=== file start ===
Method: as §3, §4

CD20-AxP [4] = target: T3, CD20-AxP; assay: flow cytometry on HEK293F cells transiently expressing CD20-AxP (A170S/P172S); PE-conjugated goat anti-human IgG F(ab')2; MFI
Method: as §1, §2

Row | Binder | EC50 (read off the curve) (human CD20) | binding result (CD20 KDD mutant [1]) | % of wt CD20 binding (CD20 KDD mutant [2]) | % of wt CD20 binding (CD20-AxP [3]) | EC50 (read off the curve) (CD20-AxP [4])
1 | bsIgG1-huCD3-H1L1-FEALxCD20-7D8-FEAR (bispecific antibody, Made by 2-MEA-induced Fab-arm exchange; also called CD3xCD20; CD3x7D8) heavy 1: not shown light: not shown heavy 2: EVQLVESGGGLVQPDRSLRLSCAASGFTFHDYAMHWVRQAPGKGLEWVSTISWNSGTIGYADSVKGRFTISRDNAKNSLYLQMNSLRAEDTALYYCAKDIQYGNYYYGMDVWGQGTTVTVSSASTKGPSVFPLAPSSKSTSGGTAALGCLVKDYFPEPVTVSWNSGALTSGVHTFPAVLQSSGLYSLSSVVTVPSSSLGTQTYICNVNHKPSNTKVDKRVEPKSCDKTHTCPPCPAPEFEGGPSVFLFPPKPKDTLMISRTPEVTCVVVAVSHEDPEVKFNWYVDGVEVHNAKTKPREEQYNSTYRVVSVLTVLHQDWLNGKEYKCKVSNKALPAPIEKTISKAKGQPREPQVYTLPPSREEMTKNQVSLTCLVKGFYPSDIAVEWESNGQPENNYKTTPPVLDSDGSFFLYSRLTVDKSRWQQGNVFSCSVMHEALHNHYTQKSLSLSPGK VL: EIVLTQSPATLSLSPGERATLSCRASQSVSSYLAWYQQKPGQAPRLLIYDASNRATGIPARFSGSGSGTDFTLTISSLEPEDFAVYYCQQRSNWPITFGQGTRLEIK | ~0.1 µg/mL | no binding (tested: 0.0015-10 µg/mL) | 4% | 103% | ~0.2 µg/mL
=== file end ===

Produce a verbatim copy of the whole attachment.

Method: as §3, §4

CD20-AxP [4] = target: T3, CD20-AxP; assay: flow cytometry on HEK293F cells transiently expressing CD20-AxP (A170S/P172S); PE-conjugated goat anti-human IgG F(ab')2; MFI
Method: as §1, §2

Row | Binder | EC50 (read off the curve) (human CD20) | binding result (CD20 KDD mutant [1]) | % of wt CD20 binding (CD20 KDD mutant [2]) | % of wt CD20 binding (CD20-AxP [3]) | EC50 (read off the curve) (CD20-AxP [4])
1 | bsIgG1-huCD3-H1L1-FEALxCD20-7D8-FEAR (bispecific antibody, Made by 2-MEA-induced Fab-arm exchange; also called CD3xCD20; CD3x7D8) heavy 1: not shown light: not shown heavy 2: EVQLVESGGGLVQPDRSLRLSCAASGFTFHDYAMHWVRQAPGKGLEWVSTISWNSGTIGYADSVKGRFTISRDNAKNSLYLQMNSLRAEDTALYYCAKDIQYGNYYYGMDVWGQGTTVTVSSASTKGPSVFPLAPSSKSTSGGTAALGCLVKDYFPEPVTVSWNSGALTSGVHTFPAVLQSSGLYSLSSVVTVPSSSLGTQTYICNVNHKPSNTKVDKRVEPKSCDKTHTCPPCPAPEFEGGPSVFLFPPKPKDTLMISRTPEVTCVVVAVSHEDPEVKFNWYVDGVEVHNAKTKPREEQYNSTYRVVSVLTVLHQDWLNGKEYKCKVSNKALPAPIEKTISKAKGQPREPQVYTLPPSREEMTKNQVSLTCLVKGFYPSDIAVEWESNGQPENNYKTTPPVLDSDGSFFLYSRLTVDKSRWQQGNVFSCSVMHEALHNHYTQKSLSLSPGK VL: EIVLTQSPATLSLSPGERATLSCRASQSVSSYLAWYQQKPGQAPRLLIYDASNRATGIPARFSGSGSGTDFTLTISSLEPEDFAVYYCQQRSNWPITFGQGTRLEIK | ~0.1 µg/mL | no binding (tested: 0.0015-10 µg/mL) | 4% | 103% | ~0.2 µg/mL